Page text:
I don’t know about you, but I always find that first section of spring to be a little awkward.
Don’t get me wrong I am more than anxious for the warmer weather and the novelty of winter pretty much wears off around Jan 2nd. Just kidding. I can tough it out till about the end of February and then I have had enough. Around that time I am tired of layering clothes and strapping on the boots. Days on end of me walking to work hoping the snow doesn’t pelt my face can be taxing.
The only thing that keeps me going is the richness of cold weather food: the velvety sauces, hearty soups, roasted meats and saucy desserts.
There I admit it, seasonal food keeps me going. Nothing tops a big bowl of chili on days that a 15 minute walk trudging through snow that seems to lasts for hours on end. If you live in a colder climate, you know what I mean. The colder days seem to out number the warmer and last twice as long.
When I say the transition of winter to spring can be awkward it is in relation to the first few weeks when the initial signs of the warmer weather happen. When it is still frosty and cool in the morning, but around mid day it is a balmy plus 10 degrees Celsius (yes. to some Canadians this is a fairly warm day during this time). It seems like you don’t know what to wear. Bulky sweaters are to hot for all day and it is too cold to wear the summer clothes that are packed away till May if you are lucky.
The frosty morning weather still calls for light gloves, ear muffs, scarves and boots. Not only do you need to get yourself dressed and undressed in lighter layers, but if you have little ones you know that putting on a snowsuit in any which shape or form is a process. It’s a process that must be repeated at least twice a day which helps with your cardio if you are trying to stay fit. You run after them mid dress to put on their boots! “Put on your boots”, I say, “Put on your boots”. It can be like a winter merry-go-round that you just want to jump off of as you long for the days of just ‘Shoes on? Yes! Great! Now let’s go.’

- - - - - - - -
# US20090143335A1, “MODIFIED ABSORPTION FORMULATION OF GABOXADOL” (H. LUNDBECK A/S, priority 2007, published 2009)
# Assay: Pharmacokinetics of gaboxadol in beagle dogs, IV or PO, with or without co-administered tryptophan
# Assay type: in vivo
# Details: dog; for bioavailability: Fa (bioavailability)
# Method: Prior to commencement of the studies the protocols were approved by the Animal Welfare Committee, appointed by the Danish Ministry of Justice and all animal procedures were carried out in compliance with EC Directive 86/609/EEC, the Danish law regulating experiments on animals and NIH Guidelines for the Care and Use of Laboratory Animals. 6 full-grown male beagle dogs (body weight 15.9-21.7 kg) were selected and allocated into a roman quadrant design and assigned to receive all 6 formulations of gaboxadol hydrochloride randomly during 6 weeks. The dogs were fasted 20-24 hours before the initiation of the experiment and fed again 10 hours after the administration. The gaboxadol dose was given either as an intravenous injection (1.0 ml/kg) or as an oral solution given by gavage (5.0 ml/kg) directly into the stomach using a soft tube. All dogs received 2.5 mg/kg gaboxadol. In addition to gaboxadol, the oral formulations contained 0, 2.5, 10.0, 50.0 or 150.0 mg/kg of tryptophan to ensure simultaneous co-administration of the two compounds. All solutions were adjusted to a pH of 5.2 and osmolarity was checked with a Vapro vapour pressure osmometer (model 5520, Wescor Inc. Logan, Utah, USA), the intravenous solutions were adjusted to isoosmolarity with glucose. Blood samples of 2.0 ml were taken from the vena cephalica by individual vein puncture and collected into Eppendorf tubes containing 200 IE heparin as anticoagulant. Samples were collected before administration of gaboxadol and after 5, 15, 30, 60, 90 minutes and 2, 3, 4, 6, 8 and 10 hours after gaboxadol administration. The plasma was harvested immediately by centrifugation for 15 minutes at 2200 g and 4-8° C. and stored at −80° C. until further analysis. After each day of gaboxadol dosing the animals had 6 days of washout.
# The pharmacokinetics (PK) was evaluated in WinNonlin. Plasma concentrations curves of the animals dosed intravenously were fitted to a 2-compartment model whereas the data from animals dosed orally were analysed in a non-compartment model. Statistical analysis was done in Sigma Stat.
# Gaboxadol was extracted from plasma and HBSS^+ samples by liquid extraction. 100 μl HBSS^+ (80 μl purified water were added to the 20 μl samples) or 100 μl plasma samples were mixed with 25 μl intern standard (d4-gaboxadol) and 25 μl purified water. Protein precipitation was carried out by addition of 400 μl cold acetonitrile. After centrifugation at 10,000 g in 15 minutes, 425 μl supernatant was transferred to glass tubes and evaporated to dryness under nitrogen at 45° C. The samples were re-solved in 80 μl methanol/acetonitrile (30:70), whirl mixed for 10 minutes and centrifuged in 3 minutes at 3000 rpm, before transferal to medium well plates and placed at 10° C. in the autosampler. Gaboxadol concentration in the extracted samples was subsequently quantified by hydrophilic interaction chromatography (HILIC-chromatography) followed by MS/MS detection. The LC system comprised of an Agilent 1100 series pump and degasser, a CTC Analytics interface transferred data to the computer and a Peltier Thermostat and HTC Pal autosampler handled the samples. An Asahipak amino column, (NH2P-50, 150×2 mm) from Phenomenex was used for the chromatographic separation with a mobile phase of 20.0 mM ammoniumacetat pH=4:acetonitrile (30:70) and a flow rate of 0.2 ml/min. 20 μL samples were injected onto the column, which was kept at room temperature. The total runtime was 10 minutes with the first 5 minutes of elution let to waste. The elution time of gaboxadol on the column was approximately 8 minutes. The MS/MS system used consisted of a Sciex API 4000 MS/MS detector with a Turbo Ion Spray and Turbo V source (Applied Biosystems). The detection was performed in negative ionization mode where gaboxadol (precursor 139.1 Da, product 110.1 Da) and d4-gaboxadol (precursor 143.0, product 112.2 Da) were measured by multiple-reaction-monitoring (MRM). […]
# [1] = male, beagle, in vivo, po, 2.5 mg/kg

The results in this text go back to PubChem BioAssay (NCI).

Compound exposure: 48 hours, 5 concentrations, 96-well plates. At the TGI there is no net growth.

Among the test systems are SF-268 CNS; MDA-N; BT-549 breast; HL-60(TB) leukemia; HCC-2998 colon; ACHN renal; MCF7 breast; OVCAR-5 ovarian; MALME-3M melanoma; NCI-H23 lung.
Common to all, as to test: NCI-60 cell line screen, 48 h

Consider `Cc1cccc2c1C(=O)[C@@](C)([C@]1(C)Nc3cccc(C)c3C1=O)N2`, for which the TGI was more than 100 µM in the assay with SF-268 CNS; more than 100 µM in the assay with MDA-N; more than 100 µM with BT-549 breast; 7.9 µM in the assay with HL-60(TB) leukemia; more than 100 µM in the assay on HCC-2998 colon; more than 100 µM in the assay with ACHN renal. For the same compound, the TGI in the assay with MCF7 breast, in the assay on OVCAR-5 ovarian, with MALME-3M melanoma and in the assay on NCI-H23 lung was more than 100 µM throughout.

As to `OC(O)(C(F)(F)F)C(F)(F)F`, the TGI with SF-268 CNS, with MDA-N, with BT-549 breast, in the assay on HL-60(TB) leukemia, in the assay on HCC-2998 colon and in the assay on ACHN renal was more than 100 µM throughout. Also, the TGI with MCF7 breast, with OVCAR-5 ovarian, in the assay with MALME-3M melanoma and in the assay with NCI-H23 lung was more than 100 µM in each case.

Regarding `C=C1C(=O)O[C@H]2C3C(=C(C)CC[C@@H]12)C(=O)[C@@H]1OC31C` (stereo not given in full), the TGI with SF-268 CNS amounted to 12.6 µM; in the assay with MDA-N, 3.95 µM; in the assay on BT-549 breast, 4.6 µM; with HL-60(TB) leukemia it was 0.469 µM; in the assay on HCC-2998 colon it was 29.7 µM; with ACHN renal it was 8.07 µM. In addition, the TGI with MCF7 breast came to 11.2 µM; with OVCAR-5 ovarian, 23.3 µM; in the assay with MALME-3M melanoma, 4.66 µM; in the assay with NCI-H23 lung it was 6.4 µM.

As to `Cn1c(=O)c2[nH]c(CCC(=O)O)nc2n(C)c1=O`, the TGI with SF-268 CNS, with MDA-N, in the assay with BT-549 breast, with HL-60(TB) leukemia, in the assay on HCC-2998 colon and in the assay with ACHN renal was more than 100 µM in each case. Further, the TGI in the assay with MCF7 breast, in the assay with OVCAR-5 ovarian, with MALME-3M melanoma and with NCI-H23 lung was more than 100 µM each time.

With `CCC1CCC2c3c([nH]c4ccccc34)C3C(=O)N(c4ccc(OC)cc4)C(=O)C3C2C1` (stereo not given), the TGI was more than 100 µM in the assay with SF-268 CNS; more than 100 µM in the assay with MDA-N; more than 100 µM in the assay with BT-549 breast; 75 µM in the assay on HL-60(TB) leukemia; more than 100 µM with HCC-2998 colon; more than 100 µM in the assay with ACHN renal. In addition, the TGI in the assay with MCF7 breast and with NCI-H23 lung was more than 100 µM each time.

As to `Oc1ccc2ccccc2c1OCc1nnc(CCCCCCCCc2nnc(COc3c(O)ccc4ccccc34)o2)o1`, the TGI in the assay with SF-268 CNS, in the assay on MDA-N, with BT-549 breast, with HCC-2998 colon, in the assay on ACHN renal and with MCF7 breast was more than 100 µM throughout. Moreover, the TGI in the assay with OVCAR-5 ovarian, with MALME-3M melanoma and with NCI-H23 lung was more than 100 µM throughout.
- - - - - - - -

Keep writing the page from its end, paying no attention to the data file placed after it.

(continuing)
I was thinking about how many of us foodies base our diets on the seasonal food that is offered. Is there such a thing as the awkward stage for meals also? Possibly.
I have not really noticed it before but there is a transition from the heavier to the lighter meals. Lately I have been making the likes of beef roast without the potatoes and double the green vegetables instead. Chicken with a rice, quinoa or couscous salad. There are more vegetarian based meals in the routine.
Does this theory hold true for the delectable dessert? One would hope so. This chocolate cake is rich, deep and bittersweet. It is not over the top sugary but needed something to balance the heaviness of it. When I was deciding on what to pair with the cake it was as easy as looking in the pantry. On the shelf from the last trip to Quebec was a bottle of rose salt. It had been there for a while as a little goes a long way. It has a floral scent that gives a bit of lightness and colour to the moody cake. It’s like a bit of spring peaking through the earth and reaching out on it’s own; the light at the end of the tunnel of winter, a transition from one season to the next.
I hope you enjoy this time as it can be the best of both seasons as long as you try to embrace it.
Salted Chocolate Rose Cake
The sharpness of the salt with the floral rose awakens this rich chocolate cake.
- 2 onces bittersweet chocolate, chopped
- 3/4 cup vegetable oil
- 1 cup sugar
- 1 egg, room temperature
- 2 cups flour
- 1/2 cup cocoa powder
- 1 Tbsp baking soda
- 1 tsp salt
- 1 cup strong coffee, room temperature
- 1 cup buttermilk
- 1/3 cup heavy cream
- 1/2 Tbsp corn syrup
- 3 ounces, bittersweet chocolate, chopped
- 1/2 Tbsp butter, room temperature
- 1 Tbsp rose salt
- Preheat the oven to 350 degrees. Prepare the bundt pan by spraying it with oil.
- In a small sauce pan over low heat, melt the chopped chocolate while stirring constantly. Once melted, transfer it to a medium sized bowl to cool slightly. Whisk in the vegetable oil and sugar until smooth. Whisk in the egg.
- In a large measure cup combine the buttermilk and coffee. Set aside
- Sift together the flour, cocoa powder, baking soda and salt. Add 1/3 to the chocolate mixture and combine. Add 1/2 of the buttermilk coffee mixture and combine. Repeat until you have added all the ingredients and ended on the flour mixture.
- Pour the batter in the prepared bundt pan and bake for approximately 30-45 minutes or until a toothpick inserted into the centre of the cake comes out clean. Remove from oven and let cool for about 10 minutes, then invert onto rack and let cool completely.
- In a small bowl, combine the chopped chocolate and corn syrup.
- In a small sauce pan bring cream to a boil and pour it over the chocolate and corn syrup. Let sit until the chocolate is melted or about 5 minutes.
- Whisk the mixture until smooth and let the ganache cool slightly to thicken up but still able to pour over the top of the cake. Let set for 15 minutes and add the crushed rose salt to the top. Let set for another 15 minutes before serving.
For the Chocolate Cake
For the Ganache